An emotionally-haunting and moving film
Schindler’s List is the last film that would likely be forgotten in the list of movies that would powerfully move viewers in a heart-wrenching passion of emotions. Since its release, the movie has bagged numerous awards and has been cited as one of the greatest films ever made in history. It’s an extremely powerful film that has been used as a historical instruction on the horrifying events of the Holocaust. Schindler’s List is based on the novelist Thomas Keneally’s novel Schindler’s Ark, which has been directed by the influential Steven Spielberg. The movie speaks on the reality of the holocaust and the heroic period of German businessman Oskar Schindler’s life wherein he saved over a thousand of Polish-Jewish refugees by giving them employment in his factories. The enigmatic legacy of Schindler lies on the fact that he was a flawed man who enjoyed drinking, gambling and womanizing with desires for high-living until a miraculous event during the terrors of World War II. To save the lives of more than a thousand Polish-Jewish people, he risked his life and bartered his wealth to rescue them from the Holocaust. An awakening depiction of a terrorizing time and a hopeful exposure of humanity – the educational impact and historical strength that this movie brings is far-reaching beyond words.
A man of peace and strength
The inspiring life of Mohandas Karamchand Gandhi is dramatised in this beautiful epic biographical drama film, which likewise gives an entrancing glimpse of India’s quest against the rule of United Kingdom in the country. Written by John Briley while directed by Richard Attenborough, this film “deals with a subject of great importance with a mixture of high intelligence and immediate emotional impact.” The award-winning film starts with Gandhi’s day of Assassination, which took place on January 30, 1948 with a striking opening statement. It depicts the life of Gandhi starting from his defining moment back in 1893 with not much to show on his early life. Depicted in the movie is also Gandhi’s welcome of Christianity and Islam, aside from Hinduism. Gandhi is remembered as an influential political reader who radiates peace across his nation and throughout the world with his non-violent, non-cooperative independence movement, by which he was the leader. “There are very few movies that absolutely must be seen. Sir Richard Attenborough’s Gandhi is one of them,” states Jack Kroll of Newsweek.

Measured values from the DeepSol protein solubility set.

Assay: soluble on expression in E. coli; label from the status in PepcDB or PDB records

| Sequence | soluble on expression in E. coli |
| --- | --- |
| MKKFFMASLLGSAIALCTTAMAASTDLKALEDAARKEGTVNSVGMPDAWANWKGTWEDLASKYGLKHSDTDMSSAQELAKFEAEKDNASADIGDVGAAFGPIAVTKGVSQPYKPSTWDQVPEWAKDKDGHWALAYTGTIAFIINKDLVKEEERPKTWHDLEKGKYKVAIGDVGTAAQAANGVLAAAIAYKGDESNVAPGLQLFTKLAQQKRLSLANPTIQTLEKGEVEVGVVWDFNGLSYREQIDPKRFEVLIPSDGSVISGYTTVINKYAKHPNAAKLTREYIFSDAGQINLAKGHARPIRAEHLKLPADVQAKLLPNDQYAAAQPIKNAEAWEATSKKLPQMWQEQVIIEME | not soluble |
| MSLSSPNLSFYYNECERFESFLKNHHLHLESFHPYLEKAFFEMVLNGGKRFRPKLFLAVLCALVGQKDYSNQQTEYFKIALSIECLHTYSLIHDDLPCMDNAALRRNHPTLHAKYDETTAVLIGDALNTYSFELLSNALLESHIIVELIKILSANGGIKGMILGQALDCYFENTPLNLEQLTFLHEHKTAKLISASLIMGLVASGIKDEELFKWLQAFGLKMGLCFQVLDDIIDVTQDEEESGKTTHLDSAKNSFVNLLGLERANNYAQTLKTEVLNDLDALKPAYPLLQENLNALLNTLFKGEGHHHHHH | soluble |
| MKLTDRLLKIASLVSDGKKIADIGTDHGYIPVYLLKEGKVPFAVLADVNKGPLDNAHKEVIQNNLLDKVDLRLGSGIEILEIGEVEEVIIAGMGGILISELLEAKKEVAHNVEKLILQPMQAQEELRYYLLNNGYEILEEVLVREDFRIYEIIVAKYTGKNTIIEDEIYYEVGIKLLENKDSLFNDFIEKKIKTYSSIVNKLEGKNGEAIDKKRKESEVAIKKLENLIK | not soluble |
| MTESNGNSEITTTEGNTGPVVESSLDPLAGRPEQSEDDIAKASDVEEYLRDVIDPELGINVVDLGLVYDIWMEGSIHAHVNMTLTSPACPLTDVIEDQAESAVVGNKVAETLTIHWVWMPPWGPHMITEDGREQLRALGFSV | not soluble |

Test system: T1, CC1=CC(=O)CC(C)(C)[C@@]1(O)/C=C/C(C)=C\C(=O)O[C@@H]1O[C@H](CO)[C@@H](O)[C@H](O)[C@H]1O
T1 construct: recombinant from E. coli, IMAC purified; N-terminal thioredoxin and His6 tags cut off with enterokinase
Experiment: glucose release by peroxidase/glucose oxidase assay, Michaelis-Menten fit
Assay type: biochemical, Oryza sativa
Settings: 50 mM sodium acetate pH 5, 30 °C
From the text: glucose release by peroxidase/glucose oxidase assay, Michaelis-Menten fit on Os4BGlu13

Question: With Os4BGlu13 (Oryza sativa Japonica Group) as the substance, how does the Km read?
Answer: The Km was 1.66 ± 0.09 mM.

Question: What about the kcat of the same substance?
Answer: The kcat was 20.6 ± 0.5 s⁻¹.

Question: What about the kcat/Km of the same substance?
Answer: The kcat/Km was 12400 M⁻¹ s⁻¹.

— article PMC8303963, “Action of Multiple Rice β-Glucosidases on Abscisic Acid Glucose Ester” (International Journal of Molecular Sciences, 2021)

A gloriously gripping film
Understanding the Civil war would be a lot easier because of this movie, as viewers often noted. This ambitious and compelling film takes people back into a period of American History in a magnificent depiction. Written and directed by Ronald F. Maxwell, this 1993 American epic war film covers the Battle of Gettysburg at the eruption of the American Civil War. Gettysburg is among the list of Hollywood’s longest films, which runs 4 hours and 14 minutes. According to Chicago Sun-Times’ Roger Ebert, “This is a film that Civil War buffs will find indispensable, even if others might find it interminable.”